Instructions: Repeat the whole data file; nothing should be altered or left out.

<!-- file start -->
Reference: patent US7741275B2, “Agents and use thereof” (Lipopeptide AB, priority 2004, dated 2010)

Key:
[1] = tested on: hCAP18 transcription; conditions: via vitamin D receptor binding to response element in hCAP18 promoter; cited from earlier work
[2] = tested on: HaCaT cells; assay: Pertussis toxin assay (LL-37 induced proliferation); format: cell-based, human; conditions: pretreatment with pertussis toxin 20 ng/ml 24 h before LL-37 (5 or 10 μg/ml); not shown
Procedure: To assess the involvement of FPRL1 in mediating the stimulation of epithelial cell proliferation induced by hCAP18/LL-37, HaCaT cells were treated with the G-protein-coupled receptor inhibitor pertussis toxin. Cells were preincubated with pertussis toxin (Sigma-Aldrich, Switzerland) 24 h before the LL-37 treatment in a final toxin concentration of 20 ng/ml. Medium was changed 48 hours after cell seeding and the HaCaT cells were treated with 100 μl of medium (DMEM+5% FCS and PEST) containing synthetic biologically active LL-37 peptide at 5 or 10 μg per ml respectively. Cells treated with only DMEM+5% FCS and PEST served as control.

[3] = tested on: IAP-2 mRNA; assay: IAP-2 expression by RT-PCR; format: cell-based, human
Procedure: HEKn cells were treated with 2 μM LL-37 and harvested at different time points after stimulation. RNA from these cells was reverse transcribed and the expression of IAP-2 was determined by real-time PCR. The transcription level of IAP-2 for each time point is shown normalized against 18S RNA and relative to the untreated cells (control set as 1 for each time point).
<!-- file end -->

Reference: patent US7741275B2, “Agents and use thereof” (Lipopeptide AB, priority 2004, dated 2010)

Key:
[1] = tested on: hCAP18 transcription; conditions: via vitamin D receptor binding to response element in hCAP18 promoter; cited from earlier work
[2] = tested on: HaCaT cells; assay: Pertussis toxin assay (LL-37 induced proliferation); format: cell-based, human; conditions: pretreatment with pertussis toxin 20 ng/ml 24 h before LL-37 (5 or 10 μg/ml); not shown
Procedure: To assess the involvement of FPRL1 in mediating the stimulation of epithelial cell proliferation induced by hCAP18/LL-37, HaCaT cells were treated with the G-protein-coupled receptor inhibitor pertussis toxin. Cells were preincubated with pertussis toxin (Sigma-Aldrich, Switzerland) 24 h before the LL-37 treatment in a final toxin concentration of 20 ng/ml. Medium was changed 48 hours after cell seeding and the HaCaT cells were treated with 100 μl of medium (DMEM+5% FCS and PEST) containing synthetic biologically active LL-37 peptide at 5 or 10 μg per ml respectively. Cells treated with only DMEM+5% FCS and PEST served as control.

[3] = tested on: IAP-2 mRNA; assay: IAP-2 expression by RT-PCR; format: cell-based, human
Procedure: HEKn cells were treated with 2 μM LL-37 and harvested at different time points after stimulation. RNA from these cells was reverse transcribed and the expression of IAP-2 was determined by real-time PCR. The transcription level of IAP-2 for each time point is shown normalized against 18S RNA and relative to the untreated cells (control set as 1 for each time point).